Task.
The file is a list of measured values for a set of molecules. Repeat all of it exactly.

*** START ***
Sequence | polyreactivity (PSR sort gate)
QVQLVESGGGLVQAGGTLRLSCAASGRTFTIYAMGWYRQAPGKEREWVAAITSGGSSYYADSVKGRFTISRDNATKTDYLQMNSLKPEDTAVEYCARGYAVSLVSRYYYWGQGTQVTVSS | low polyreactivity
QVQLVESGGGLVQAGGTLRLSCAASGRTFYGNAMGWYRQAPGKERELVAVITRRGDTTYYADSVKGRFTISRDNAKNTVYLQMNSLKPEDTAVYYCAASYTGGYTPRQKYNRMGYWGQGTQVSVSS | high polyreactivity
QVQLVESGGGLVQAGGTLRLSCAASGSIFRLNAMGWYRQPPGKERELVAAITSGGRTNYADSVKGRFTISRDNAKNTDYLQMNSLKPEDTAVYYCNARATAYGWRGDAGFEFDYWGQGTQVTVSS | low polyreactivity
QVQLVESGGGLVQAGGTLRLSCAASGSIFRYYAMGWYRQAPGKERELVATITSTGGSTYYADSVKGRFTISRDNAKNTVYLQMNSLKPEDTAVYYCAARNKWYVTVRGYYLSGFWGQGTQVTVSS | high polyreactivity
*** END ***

Sequence | polyreactivity (PSR sort gate)
QVQLVESGGGLVQAGGTLRLSCAASGRTFTIYAMGWYRQAPGKEREWVAAITSGGSSYYADSVKGRFTISRDNATKTDYLQMNSLKPEDTAVEYCARGYAVSLVSRYYYWGQGTQVTVSS | low polyreactivity
QVQLVESGGGLVQAGGTLRLSCAASGRTFYGNAMGWYRQAPGKERELVAVITRRGDTTYYADSVKGRFTISRDNAKNTVYLQMNSLKPEDTAVYYCAASYTGGYTPRQKYNRMGYWGQGTQVSVSS | high polyreactivity
QVQLVESGGGLVQAGGTLRLSCAASGSIFRLNAMGWYRQPPGKERELVAAITSGGRTNYADSVKGRFTISRDNAKNTDYLQMNSLKPEDTAVYYCNARATAYGWRGDAGFEFDYWGQGTQVTVSS | low polyreactivity
QVQLVESGGGLVQAGGTLRLSCAASGSIFRYYAMGWYRQAPGKERELVATITSTGGSTYYADSVKGRFTISRDNAKNTVYLQMNSLKPEDTAVYYCAARNKWYVTVRGYYLSGFWGQGTQVTVSS | high polyreactivity